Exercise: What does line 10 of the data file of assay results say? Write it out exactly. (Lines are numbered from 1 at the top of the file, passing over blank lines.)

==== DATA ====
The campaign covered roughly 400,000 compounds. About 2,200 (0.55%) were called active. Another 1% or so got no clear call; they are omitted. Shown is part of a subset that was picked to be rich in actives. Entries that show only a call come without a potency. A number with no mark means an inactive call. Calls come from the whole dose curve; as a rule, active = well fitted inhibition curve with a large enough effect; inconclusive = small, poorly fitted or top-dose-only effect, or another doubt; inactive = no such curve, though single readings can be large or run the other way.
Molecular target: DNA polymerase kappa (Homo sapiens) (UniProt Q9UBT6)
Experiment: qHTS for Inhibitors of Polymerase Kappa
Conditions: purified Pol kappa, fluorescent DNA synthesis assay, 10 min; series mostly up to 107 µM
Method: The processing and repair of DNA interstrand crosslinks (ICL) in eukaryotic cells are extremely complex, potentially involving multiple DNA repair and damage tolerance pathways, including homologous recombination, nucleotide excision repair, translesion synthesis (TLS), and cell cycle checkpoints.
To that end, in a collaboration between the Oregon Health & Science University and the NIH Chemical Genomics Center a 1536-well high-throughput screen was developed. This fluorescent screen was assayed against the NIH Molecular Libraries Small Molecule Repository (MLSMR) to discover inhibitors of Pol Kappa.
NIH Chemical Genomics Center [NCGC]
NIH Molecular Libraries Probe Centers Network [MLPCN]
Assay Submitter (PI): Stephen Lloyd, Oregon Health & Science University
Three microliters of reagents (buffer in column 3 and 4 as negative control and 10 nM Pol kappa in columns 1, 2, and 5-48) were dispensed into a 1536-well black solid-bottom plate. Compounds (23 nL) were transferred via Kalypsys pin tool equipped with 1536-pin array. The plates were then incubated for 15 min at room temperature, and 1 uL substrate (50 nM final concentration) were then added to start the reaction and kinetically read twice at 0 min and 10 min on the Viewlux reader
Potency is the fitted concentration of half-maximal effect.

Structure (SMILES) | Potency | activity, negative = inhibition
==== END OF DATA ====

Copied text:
Three microliters of reagents (buffer in column 3 and 4 as negative control and 10 nM Pol kappa in columns 1, 2, and 5-48) were dispensed into a 1536-well black solid-bottom plate. Compounds (23 nL) were transferred via Kalypsys pin tool equipped with 1536-pin array. The plates were then incubated for 15 min at room temperature, and 1 uL substrate (50 nM final concentration) were then added to start the reaction and kinetically read twice at 0 min and 10 min on the Viewlux reader